If you fancy being a landlord – or you already are one and are looking to expand your portfolio of properties – it’s important to have a handle on some of the statistics that underpin the sector.
In some ways, being in the business of providing accommodation is relatively less risky than other investment options. After all, there will always be a demand for homes.
But it’s important to keep an eye on the trends within the private rental sector so you can plan ahead and mitigate any risks.
- What percentage of UK housing is privately rented?
- What is the demand for rental properties?
- How can I make my property stand out to potential tenants?
- What rent can I earn as a landlord?
- What does this mean for insurance?
According to the Government’s English Housing Survey, the proportion of households in the private rented sector (as opposed to owner-occupiers or people living in social housing) has fallen slightly since 2015-16.
But levels have remained stable over the past couple of years and still significantly higher than a couple of decades ago, having doubled in size since the early to mid-2000s.
The survey found that 4.4 million households (which represents 19% of the total) in England were in private rental accommodation in 2020-21. By way of comparison, this was a fall from 20% in 2015-16.
London remains an anomaly, with the high cost of buying resulting in 27% of households living in the private rented sector, compared with 17% in the rest of England.
It means the capital has more private rental households than outright owners, and there are nearly as many privately-rented properties as there are homes owned with mortgages.
Across the UK, the proportion of landlords who reported a significant increase in demand from tenants more than doubled between the start of 2019 and the start of 2021, according to Statista.
During the first quarter of 2021, 31% of landlords saw demand increase as opposed to just 14% who said it had fallen.
Meanwhile, research carried out in late 2021 for Paragon Bank found that nearly seven out of 10 landlords reported rising tenant demand, which was a record level for the survey – and more than a third said the increase was “significant”.
The English Housing Survey found that while the energy-efficiency of property in general has improved, there was no significant improvement when it came to homes in the private rental sector.
With energy bills soaring and increases in the cost of living in general, as well as greater awareness from potential renters of the importance of taking positive environmental action, this could be something that forward-thinking landlords might want to address.
Making it cheaper and greener to heat a rental property could give you the edge on those occasions when you’re competing with other landlords to secure new tenants.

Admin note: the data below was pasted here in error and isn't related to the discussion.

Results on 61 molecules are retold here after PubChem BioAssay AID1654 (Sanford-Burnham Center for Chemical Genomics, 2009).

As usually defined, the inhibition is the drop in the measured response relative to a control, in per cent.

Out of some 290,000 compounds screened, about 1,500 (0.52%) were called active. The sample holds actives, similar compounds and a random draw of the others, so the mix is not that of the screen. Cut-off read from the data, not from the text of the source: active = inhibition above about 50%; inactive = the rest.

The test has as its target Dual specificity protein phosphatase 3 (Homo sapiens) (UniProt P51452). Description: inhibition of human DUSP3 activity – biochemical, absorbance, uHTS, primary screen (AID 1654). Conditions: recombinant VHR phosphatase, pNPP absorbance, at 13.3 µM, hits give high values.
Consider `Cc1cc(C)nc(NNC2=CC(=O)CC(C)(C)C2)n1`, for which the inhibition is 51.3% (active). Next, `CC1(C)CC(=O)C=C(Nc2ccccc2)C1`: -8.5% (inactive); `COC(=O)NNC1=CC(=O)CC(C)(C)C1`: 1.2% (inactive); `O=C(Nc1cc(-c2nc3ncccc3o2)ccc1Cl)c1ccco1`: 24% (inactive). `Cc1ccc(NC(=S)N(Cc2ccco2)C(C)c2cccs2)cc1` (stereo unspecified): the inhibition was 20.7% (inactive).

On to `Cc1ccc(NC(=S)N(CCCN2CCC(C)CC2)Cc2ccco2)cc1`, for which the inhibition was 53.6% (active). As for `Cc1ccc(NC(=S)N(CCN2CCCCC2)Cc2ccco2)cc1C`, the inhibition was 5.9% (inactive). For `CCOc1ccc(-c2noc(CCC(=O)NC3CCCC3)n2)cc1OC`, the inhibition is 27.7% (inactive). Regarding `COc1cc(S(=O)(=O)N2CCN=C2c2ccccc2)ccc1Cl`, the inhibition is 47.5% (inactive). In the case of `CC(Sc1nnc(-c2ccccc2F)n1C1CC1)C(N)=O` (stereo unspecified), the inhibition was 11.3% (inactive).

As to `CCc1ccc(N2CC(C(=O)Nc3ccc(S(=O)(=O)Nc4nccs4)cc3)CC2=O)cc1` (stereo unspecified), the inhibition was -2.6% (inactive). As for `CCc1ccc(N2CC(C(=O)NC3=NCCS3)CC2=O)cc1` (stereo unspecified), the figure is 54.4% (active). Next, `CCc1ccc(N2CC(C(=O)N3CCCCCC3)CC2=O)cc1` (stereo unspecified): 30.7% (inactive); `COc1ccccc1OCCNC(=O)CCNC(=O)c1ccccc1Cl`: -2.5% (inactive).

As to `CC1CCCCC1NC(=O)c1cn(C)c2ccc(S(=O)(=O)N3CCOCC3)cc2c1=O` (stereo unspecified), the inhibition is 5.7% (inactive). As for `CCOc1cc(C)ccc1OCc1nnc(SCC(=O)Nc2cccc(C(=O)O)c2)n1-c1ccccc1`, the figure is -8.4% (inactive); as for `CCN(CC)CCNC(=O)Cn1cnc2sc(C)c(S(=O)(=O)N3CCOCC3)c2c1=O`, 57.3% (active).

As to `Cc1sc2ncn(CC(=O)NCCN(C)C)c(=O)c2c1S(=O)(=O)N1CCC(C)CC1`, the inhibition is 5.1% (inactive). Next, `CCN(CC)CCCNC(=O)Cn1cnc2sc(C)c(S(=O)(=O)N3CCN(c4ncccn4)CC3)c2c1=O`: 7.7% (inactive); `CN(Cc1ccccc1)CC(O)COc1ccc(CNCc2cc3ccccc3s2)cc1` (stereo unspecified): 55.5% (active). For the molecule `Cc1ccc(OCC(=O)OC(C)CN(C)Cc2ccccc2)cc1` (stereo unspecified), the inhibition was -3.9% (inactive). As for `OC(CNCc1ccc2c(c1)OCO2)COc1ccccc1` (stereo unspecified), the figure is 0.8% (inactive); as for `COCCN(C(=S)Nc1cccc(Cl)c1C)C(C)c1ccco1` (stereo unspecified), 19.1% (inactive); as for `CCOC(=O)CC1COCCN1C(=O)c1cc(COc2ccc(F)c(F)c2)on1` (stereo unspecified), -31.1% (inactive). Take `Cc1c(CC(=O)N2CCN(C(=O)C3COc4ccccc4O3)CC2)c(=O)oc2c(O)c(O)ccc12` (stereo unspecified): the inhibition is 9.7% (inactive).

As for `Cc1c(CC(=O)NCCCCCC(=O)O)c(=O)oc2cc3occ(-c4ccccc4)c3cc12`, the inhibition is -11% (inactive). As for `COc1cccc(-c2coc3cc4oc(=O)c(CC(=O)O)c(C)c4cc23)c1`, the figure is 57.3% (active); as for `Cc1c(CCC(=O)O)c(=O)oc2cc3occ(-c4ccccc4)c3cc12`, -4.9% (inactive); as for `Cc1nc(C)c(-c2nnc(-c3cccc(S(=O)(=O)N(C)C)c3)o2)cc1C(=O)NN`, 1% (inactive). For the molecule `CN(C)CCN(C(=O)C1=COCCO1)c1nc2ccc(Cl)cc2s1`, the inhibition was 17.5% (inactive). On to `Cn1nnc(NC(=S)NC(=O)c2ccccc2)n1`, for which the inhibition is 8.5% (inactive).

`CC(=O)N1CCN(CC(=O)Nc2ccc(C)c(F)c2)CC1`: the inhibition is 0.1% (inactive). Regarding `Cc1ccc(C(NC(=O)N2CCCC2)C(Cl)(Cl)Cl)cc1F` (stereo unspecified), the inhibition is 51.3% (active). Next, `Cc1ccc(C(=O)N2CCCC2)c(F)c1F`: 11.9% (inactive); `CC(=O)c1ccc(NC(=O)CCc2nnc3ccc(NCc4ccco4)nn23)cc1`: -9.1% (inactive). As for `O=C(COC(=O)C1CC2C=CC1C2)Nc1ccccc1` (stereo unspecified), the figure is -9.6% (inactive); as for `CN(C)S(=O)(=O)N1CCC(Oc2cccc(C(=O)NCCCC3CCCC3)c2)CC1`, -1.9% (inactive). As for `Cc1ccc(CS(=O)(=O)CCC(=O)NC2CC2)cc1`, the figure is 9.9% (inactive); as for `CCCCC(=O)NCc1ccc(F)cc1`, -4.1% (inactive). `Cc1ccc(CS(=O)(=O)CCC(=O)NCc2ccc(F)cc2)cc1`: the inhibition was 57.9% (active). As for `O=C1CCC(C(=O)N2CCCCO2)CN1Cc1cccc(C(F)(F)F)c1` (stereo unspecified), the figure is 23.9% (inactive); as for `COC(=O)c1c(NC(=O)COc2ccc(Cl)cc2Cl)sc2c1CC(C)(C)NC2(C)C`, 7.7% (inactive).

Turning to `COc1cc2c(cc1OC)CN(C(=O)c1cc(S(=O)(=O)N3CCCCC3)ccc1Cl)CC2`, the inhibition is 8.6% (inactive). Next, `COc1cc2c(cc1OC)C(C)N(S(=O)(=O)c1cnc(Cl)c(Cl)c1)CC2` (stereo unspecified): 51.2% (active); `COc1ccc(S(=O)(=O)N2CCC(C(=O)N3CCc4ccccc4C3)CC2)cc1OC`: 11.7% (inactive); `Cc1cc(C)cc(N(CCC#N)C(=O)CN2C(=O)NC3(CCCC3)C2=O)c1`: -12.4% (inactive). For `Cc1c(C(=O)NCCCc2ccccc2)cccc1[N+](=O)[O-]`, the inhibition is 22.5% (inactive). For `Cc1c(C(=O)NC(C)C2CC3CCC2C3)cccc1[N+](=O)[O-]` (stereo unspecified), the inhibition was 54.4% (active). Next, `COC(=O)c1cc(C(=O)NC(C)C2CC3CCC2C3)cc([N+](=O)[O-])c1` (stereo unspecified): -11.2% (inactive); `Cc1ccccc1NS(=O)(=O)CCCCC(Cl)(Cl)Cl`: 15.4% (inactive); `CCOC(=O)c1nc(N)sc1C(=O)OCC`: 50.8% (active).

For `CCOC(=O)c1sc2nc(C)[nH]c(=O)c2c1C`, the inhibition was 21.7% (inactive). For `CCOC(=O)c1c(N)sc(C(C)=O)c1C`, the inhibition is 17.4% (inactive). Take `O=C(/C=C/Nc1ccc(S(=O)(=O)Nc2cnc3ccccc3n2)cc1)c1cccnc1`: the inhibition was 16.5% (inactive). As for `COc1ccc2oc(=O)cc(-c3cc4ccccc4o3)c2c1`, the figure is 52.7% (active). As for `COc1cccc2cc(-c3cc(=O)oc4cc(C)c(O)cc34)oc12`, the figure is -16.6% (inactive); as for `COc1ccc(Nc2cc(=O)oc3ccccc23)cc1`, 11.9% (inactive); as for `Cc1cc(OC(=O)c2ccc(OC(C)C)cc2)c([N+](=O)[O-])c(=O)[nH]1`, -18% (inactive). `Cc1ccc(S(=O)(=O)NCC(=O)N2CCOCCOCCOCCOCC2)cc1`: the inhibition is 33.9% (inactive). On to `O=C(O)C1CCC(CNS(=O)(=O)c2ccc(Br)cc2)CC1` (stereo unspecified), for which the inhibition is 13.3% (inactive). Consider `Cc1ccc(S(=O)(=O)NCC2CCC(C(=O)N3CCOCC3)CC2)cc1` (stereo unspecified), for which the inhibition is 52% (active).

Overall, the social rented sector is the most energy-efficient, with two-thirds of properties being in bands A to C when it comes to energy-efficiency ratings.
In the private rented sector (and in owner-occupied properties), the equivalent figure is 42%.
According to the Rightmove Rental Price Tracker, the average rental price for a new tenancy in the UK in the first quarter of 2022 was £1,088 per calendar month, which was a significant rise of 10.8% on a year earlier.
London recorded a 3% increase on last year, the biggest jump in rental prices since records began. Average monthly rental prices in London now total £2,193.
The English Housing Survey found that 55% of private renters in 2020-21 had some savings, up from 40% a year earlier.
This might reassure landlords that a greater proportion of tenants have something to fall back on if things get tight, and it might give them greater confidence that there’ll be fewer people who can’t meet their rent obligations. On the other hand, it might scare some landlords to think that 45% of tenants have no savings at all.
However, with the cost of renting going up alongside sharp spikes in the cost of living, now is a good time to make sure you’re suitably insured in case you find that your tenants are unable to meet their rental payments.
Taking out an appropriate landlord insurance policy is always sensible, but consider adding rent guarantee insurance to your policy. This will cover the rental income whilst you regain possession of the property if a tenant defaults on the rent, and it comes with legal cover, too.
Adding legal expenses insurance could also come in handy if you find yourself in the difficult position of having to evict tenants who can’t pay what they owe.